„As a television event, this year’s Oscars was more like an endurance test — turgid, badly directed, poorly produced and featuring an endless string of tired or wince-inducing moments from host Ellen DeGeneres.
Who would have predicted that it would have been so boring, so long, so self-involved and driven sideways into a ditch by, of all people, the beloved Ellen DeGeneres as host? As a television event, this year’s Oscars was more like an endurance test. It was a turgid affair, badly directed, poorly produced and featuring an endless string of either tired or wince-inducing moments by DeGeneres, who, by the last 30 or so minutes, seemed to have given up entirely and imploded into herself.
(…) She was spotty and flat in those early comments and then tried to spice things up by appearing in the audience not just once, not just twice but — did anyone count? — what felt like 47 times. In any case, it was too much even if she did set a Twitter record by getting a gaggle of Hollywood’s most famous together for a quick cellphone selfie. It still felt like a Samsung ad that was tricked up to feel spontaneous.
(…) DeGeneres would later change clothes — probably because it already felt like Monday to everybody anyway. She changed again — and saying it felt like Tuesday at that point would be as obvious as many of her attempts at humor. When the host is off and the show is lurching along like servants pushing rocks up a muddy mountain, you’re in a whole hell of a lot of trouble. (…) every DeGeneres‘ joke about pizza or selfies or whatever she flailed at (she posed once, almost pointlessly, with an acoustic guitar) dragged out the affair. Toss in long song and dance numbers and retrospectives and you had to wonder if the Academy was still counting ballots in the back and just stalling for time.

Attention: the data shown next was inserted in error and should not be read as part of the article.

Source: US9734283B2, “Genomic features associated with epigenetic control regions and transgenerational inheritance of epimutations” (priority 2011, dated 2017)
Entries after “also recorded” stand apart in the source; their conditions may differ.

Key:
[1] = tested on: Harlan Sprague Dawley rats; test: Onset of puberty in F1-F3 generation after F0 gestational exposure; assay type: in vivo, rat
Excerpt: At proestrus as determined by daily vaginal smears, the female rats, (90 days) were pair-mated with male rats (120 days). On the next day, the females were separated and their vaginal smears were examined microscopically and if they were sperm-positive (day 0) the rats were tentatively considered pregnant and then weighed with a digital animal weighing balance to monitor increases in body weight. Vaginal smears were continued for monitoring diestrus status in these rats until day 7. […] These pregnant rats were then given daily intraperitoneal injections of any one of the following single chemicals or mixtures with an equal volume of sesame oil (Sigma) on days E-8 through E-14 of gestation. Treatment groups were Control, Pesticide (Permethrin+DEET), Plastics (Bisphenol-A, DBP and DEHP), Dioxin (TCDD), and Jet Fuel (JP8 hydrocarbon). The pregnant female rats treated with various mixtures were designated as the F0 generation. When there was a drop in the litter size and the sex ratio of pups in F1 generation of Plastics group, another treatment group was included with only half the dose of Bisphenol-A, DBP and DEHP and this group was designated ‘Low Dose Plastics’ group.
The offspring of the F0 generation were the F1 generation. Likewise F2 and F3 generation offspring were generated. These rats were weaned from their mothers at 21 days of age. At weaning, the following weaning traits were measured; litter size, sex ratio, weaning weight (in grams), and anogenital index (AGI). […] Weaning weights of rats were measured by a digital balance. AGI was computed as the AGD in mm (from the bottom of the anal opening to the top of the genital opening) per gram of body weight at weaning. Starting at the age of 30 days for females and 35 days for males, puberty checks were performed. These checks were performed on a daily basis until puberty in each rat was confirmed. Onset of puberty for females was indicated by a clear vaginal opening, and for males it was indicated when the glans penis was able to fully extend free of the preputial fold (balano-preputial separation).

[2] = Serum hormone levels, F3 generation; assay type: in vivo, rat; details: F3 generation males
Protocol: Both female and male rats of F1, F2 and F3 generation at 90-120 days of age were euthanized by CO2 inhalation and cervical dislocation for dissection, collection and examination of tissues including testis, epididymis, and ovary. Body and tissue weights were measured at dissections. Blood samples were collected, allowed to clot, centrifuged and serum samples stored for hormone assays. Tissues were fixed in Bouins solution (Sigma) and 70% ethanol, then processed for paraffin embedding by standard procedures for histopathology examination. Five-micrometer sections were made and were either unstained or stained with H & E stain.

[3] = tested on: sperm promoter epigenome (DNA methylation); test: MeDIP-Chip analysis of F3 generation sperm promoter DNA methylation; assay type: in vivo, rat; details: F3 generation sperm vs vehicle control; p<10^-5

(…) Hell, when the commercials are better than your Academy Award film nominees, something is desperately wrong.
(…) Instead, the show felt, visually, like a bag of leaden rocks. It forced viewers to endure it rather than enjoy it. (…) there used to be the assumption that the Oscars were the gold standard of awards shows and therefore must-watch television. But on this night, when there was a slog of pointless filler and the host was way, way off her game, the Oscars felt like the 23rd-best option of the night for viewing pleasure.
That wasn’t the game plan, was it? Oh, right, there clearly wasn’t a plan. Or at least not one that someone was bold enough to nix and say, „Start again, because this is a pretty important night.“
Nope, on Sunday night there was no starting again. Just the painful feeling that the show would never end.“
(Tom Goodman im Hollywood Reporter über die Oscar-Verleihung, die tatsächlich die schwächste seit ungefähr ever war)
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